Monday, March 24, 2008

If you don't like the shape of your ice cubes, change your ice tray.

In AA one often hears, "To keep doing the same thing over and over, and then expect the result to be different is insane." But that's what we do. We read something about how to live life better, like what we've read, close the book, and continue as we did before! Why? Why does our behavior stay the same? We like the new concept, but fail to include it in our living. Susan Greg says: "... thoughts, beliefs, agreements, and assumptions are energy patterns. As long as we hold onto them, we will continue to get the results we have always gotten." It's the underlying beliefs we have to change--the new ice cubes will take on the shape of the new ice trays. We have to work on our underlying beliefs, values and attitudes, the behavior will follow automatically!

Here's what she says in Mastering the Toltec Way:

"Making Things Non-Negotiable

"We never negotiate our need for air. We never put off our next breath until tomorrow. If we want to continue to live, breathing is non-negotiable.

When I first started studying the Toltec tradition, I had a white index card in the corner of my bathroom mirror with a list of four non-negotiable things I remember getting out of my warm bed many nights to finish that list.

"I was fortunate to realize early in my studies that action is the key to change. I watched people talk about how much they wanted to change, yet their lives remained the same. On the other hand I watched other lives blossom and grow. I observed that some people took consistent action while others didn't.

"Insights, knowledge, and profound experiences will do little to change your life if you don't take different actions. As long as you put star-shaped ice cube trays in the freezer, you will always have star-shaped ice cubes Our thoughts, beliefs, agreements, and assumptions are energy patterns. As long as we hold onto them, we will continue to get the results we have always gotten.

"What four things-if you did them every day-would make the most difference in your life? My list is (1) write, (2) meditate, (3) look in the mirror twice a day and tell myself how wonderful I am (and believe it), and (4) go to the beach to connect with my divinity.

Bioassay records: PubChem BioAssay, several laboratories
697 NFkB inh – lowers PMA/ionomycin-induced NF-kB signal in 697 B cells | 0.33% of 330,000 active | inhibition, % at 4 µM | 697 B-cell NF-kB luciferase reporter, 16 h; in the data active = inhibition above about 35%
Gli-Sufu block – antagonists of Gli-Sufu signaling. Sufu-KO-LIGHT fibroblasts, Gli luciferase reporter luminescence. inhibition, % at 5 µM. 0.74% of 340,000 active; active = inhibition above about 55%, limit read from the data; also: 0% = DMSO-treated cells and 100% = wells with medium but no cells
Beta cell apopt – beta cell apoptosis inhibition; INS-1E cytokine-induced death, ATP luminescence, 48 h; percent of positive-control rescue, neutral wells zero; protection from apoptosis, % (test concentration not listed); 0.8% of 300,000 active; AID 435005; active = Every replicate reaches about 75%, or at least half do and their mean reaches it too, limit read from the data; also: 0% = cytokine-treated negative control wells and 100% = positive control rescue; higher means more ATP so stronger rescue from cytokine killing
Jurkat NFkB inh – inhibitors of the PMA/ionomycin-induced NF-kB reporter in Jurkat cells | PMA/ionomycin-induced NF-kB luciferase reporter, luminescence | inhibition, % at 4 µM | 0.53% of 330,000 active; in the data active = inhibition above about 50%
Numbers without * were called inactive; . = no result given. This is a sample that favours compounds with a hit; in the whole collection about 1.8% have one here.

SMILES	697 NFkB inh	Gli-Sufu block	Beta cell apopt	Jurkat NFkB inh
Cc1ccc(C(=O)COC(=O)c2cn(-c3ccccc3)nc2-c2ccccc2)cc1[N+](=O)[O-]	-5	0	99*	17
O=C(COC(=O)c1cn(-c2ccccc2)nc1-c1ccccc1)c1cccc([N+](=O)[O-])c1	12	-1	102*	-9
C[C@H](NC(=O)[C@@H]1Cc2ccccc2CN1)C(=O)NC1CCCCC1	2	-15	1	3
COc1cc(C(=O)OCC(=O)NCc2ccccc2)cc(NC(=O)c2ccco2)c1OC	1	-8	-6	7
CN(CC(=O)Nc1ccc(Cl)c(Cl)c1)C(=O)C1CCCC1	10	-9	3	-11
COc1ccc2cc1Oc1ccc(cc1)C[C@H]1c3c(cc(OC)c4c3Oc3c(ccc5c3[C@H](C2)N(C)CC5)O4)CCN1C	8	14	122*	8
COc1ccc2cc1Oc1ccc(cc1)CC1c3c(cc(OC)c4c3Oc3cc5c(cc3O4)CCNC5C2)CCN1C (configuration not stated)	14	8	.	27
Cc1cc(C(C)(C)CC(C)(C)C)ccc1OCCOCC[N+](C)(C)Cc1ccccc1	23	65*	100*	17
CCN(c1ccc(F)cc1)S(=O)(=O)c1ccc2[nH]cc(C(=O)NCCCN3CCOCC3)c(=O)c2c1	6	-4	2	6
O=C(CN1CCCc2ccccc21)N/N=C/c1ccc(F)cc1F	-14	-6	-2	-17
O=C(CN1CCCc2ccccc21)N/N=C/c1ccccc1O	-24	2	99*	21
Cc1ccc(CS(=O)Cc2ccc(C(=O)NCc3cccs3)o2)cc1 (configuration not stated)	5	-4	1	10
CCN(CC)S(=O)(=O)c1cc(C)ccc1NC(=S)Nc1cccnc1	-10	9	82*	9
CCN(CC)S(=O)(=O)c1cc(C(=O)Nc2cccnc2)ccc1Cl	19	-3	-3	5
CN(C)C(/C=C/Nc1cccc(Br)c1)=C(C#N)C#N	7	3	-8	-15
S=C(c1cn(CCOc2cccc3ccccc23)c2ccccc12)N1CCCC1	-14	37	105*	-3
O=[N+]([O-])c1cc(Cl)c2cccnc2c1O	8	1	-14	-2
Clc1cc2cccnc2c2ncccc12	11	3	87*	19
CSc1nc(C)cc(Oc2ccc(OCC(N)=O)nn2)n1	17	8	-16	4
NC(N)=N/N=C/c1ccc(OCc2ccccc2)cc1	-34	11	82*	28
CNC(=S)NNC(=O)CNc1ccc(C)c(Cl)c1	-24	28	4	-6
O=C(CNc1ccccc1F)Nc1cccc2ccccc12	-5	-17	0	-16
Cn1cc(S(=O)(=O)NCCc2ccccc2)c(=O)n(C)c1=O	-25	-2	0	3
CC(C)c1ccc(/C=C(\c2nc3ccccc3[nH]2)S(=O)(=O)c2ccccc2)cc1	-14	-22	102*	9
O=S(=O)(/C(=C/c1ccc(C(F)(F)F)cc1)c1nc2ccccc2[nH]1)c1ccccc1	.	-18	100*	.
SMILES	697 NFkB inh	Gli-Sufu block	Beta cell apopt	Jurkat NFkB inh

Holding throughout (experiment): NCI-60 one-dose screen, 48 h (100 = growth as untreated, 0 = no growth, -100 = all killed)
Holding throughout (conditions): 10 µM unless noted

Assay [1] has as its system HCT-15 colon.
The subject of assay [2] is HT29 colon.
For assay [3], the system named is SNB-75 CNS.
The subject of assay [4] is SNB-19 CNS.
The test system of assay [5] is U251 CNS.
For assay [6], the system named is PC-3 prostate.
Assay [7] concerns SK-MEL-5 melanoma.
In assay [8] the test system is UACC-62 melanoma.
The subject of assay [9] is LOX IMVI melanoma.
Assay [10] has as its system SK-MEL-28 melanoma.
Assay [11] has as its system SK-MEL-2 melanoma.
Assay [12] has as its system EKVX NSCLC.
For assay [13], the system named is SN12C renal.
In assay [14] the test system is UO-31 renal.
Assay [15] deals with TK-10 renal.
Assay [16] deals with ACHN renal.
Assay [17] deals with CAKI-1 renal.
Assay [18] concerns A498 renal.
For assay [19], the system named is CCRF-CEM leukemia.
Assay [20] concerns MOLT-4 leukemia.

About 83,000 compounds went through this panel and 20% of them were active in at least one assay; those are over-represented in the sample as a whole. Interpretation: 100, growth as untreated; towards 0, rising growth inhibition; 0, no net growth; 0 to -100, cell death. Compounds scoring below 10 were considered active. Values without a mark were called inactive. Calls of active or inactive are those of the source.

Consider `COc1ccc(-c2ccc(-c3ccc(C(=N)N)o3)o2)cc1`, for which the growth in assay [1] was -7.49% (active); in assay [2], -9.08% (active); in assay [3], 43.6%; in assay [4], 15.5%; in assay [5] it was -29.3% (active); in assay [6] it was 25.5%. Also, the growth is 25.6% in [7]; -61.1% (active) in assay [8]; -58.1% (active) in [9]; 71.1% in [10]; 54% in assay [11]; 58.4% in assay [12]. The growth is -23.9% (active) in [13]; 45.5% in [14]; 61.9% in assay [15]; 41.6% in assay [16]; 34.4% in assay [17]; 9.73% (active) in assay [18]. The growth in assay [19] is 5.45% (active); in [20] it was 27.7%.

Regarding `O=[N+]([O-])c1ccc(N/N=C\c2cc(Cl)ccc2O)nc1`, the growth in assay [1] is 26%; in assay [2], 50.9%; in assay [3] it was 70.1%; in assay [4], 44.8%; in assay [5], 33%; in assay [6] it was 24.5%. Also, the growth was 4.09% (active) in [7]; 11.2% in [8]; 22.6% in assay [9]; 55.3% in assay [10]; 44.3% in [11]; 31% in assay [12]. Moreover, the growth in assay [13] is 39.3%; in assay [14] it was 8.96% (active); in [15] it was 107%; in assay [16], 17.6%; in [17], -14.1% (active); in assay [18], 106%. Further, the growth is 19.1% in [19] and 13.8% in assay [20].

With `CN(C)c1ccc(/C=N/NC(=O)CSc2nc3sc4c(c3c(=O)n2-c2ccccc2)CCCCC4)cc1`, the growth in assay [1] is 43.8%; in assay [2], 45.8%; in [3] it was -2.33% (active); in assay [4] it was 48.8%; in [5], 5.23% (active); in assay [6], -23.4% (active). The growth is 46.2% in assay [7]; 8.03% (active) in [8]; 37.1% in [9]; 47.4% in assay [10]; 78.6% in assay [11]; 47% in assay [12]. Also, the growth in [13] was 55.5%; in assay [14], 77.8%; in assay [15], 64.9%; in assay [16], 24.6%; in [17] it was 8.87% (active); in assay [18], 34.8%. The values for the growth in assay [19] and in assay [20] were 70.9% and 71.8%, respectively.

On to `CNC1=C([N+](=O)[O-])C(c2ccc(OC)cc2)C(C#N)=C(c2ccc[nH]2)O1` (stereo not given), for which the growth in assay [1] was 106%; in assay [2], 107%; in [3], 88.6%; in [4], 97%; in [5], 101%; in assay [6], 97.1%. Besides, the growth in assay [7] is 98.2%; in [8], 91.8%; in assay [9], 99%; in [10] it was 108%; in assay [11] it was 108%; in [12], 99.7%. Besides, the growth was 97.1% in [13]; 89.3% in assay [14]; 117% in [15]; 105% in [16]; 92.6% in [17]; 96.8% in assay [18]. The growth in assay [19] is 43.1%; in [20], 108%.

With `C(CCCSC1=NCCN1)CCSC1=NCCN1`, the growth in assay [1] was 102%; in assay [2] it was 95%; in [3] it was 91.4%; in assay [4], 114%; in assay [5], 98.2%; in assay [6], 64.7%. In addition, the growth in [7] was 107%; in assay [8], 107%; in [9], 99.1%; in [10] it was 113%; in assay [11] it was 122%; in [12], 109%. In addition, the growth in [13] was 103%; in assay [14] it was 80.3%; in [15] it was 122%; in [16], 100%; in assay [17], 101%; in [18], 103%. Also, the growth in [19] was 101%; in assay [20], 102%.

"Do you want your life to be full of happiness and joy or pain and struggle? The choice is yours It depends on how willing you are to make a few things non-negotiable and do them every day."

I have a few cards pasted on the wall next to the mirror where I shave: "Do things without impatience," is one. I know that sounds negative, but it's personal. I use impatience as a signal to tell me when I'm not in the moment. When I'm impatient I know I'm either in the some moment that's still coming or in one that's been and gone--whatever, I'm not enjoying what I'm doing or I'm preoccupied with something else and I'll mess this one up. So, get back to what you're doing or stop before it's a mess.

Another one is "If you wait for the perfect time to start--you'll never begin. And if you don't like the outcome, do it over or scrap the idea." We've made some changes to the north side stoep. I had some old tools lying around, broken, rusted, never to be used again. On the spur of the moment we did something with them--Brenda varnished them and we hung them on the wall! I like how it looks:

Saturday, March 15, 2008

The Lounge!

Well, I was dragged kicking and screaming into the new lounge this weekend--a new lounge that actually looks like it has been created rather than the stuff was just left where the removal guys dumped it. I actually liked the old lounge. But I like the new one better. Decide for yourself.

First, let me tell you about the Old Lounge; it was cluttered and the only peaceful feeling it created was that I knew where everything was. I was the only one who could find anything in it. The color scheme was not bad either.

The New Lounge is Brenda’s creation. I take no credit for it, other than my complaints probably strengthened her determination to make the changes. It has space, light, a peaceful feeling and, as a room, it WORKS! It cost us next to nothing, just rearranged stuff and took out some stuff. Brenda’s next project is the main bedroom. I can’t wait. She describes the current one as “not bad if it were in the YMCA”


Brenda and I have been talking about church and the Christian approach to living and about boundaries. Yesterday my eye picked up a book in our lounge bookshelf; Boundaries by Dr Henry Cloud and Dr John Townsend.

I paged through the book and read a passage here and there. I’ve had this book for many years and not read it until yesterday. Here’s a passage, Rule 2 of Boundaries: